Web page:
Oireachtas Joint and Select Committees
Wednesday, 1 July 2015
Joint Oireachtas Committee on Agriculture, Food and the Marine
National Strategic Plan for Sustainable Aquaculture Development: Discussion
I apologise for the delay but it was due to unforeseen circumstances. Gabhaim buíochas leis na finnéithe as an gcur i láthair maith atá déanta acu. Bhí siad ag fanacht tamall fada. Is dócha go bhfuil sé seo mar tús na díospóireachta ar an ábhar seo. This is the beginning of a process of dialogue in an area which, as Mr. Ó Cinnéide said, is contentious and can be divisive. We saw that in Galway in recent times with the development of the salmon farming project.
In a global sense, I accept there is a demand for food. The world population is increasing and there is an increased demand for aquaculture and seafood across Europe, which we are certainly not meeting at the moment. The plan from the Commission has been to develop alternative sources of supply and aquaculture has been one of those. I am generally a supporter of aquaculture but I would caution that we need to ensure all the most up-to-date scientific evidence, such as that carried out by the Marine Institute, is used to balance our approach, taking into account ecological concerns.
The proposal by BIM is revolutionary in seeking to increase the aquaculture industry hugely over the next eight years. According to the BIM figures, salmon farming contributed some 15,000 tonnes of aquaculture product in 2013, trout some 708, rope-grown mussels some 10,000 tonnes, bottom-grown mussels 5,500 and oysters and novel species approximately 50 tonnes. Growing from 37,000 or 38,000 tonnes in 2013 to almost 50,000 tonnes by 2023 will be challenging. On the one hand, it is an opportunity but my fear is that while a lot of projects, particularly salmon, are to be controlled by BIM, international investors will see this as a potential opportunity. That may not be a bad thing but how do we balance that against local employment opportunities and opportunities for Ireland Inc.? While development is certainly beneficial, how will we deal with the ecological constraints?
I spoke to some of the individuals involved in the plan in Galway and they have highlighted concerns on the part of BIM, the Department and the Marine Institute, which may not be valid in the eyes of the organisations but are concerns of the local community. There will be further concerns as projects develop for Mayo and Donegal which are in the pipeline at the moment. According to a 2013 report on aquaculture by the Marine Institute's Dr. David Jackson, it would appear that the State and BIM are taking a precautionary approach but the rigour with which the guidelines will be enforced in future years, depending on who is operating the plants, will be important.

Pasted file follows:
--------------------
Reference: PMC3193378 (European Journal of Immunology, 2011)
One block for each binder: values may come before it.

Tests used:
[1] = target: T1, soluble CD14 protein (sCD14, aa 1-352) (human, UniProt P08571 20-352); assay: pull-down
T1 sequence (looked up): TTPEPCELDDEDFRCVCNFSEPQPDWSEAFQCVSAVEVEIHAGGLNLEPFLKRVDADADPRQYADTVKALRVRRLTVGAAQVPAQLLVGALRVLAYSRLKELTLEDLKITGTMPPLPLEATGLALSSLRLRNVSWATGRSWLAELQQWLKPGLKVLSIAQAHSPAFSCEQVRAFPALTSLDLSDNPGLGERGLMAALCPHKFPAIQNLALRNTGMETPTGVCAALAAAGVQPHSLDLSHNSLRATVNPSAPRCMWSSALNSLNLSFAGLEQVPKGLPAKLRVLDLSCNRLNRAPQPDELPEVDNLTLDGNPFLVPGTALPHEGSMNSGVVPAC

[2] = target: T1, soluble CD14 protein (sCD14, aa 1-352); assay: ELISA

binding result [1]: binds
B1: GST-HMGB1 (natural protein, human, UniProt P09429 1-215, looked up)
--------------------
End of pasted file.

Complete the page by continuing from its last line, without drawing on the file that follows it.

This forum and the draft plan provide an opportunity for all the competing interests to make submissions but I agree with Mr. Ó Cinnéide on the need to be specific. If we are going to be specific about our global plans to develop aquaculture as part of Food Harvest 2020 and Food Harvest 2025, we must be specific about how we are driving the effectiveness and efficiency of the project from the point of view of public investment. It is important not just for the country but for the industry to be clear about how an investment of this nature will bring about value for money and opportunities for local communities.
I would hope that local interests would not be excluded from tendering for, or executing, these projects. In a public contract recently awarded by the Department of Justice and Equality for eight bundled projects, local contractors were excluded and it went to an international tender because the project was so big. Are we going to bundle these projects or isolate the contracts for tendering? I will accept it if the witnesses believe this question is not relevant at this stage but if we are developing aquaculture projects awarded by BIM on a design-build-operate basis, what companies or organisations are going to be big enough to carry out those enterprises?
I have a lot of thoughts on this area and we will be able to make submissions. Today has been a valuable opportunity to consider the issues, although it has been short. Other members are tied up this evening with votes in both Houses. Nevertheless, it will feed into the overall process and I thank the witnesses for appearing before us.